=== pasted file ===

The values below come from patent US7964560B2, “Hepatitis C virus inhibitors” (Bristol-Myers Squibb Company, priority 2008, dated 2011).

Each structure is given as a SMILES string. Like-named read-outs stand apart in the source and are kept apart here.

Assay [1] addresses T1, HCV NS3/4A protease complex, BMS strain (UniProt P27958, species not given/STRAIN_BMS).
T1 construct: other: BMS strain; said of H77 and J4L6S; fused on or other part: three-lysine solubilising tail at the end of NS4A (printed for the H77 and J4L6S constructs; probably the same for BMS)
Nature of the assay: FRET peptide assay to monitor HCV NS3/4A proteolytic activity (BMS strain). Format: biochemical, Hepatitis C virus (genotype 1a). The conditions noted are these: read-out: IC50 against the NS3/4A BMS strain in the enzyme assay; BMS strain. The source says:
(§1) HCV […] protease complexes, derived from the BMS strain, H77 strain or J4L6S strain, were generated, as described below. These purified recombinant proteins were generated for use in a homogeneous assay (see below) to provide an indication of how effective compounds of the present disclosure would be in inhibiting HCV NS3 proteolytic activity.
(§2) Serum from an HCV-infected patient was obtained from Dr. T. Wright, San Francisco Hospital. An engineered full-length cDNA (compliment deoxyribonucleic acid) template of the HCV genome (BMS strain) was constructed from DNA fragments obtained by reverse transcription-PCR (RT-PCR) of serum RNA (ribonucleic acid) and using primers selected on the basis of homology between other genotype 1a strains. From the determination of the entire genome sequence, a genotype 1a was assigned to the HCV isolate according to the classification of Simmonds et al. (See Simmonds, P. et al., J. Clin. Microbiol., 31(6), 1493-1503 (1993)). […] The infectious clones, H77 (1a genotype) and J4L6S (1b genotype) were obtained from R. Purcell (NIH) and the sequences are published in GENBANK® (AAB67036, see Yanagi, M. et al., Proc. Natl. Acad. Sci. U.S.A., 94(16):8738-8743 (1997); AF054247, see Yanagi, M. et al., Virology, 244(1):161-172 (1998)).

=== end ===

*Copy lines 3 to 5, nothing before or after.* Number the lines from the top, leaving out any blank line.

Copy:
Assay [1] addresses T1, HCV NS3/4A protease complex, BMS strain (UniProt P27958, species not given/STRAIN_BMS).
T1 construct: other: BMS strain; said of H77 and J4L6S; fused on or other part: three-lysine solubilising tail at the end of NS4A (printed for the H77 and J4L6S constructs; probably the same for BMS)
Nature of the assay: FRET peptide assay to monitor HCV NS3/4A proteolytic activity (BMS strain). Format: biochemical, Hepatitis C virus (genotype 1a). The conditions noted are these: read-out: IC50 against the NS3/4A BMS strain in the enzyme assay; BMS strain. The source says: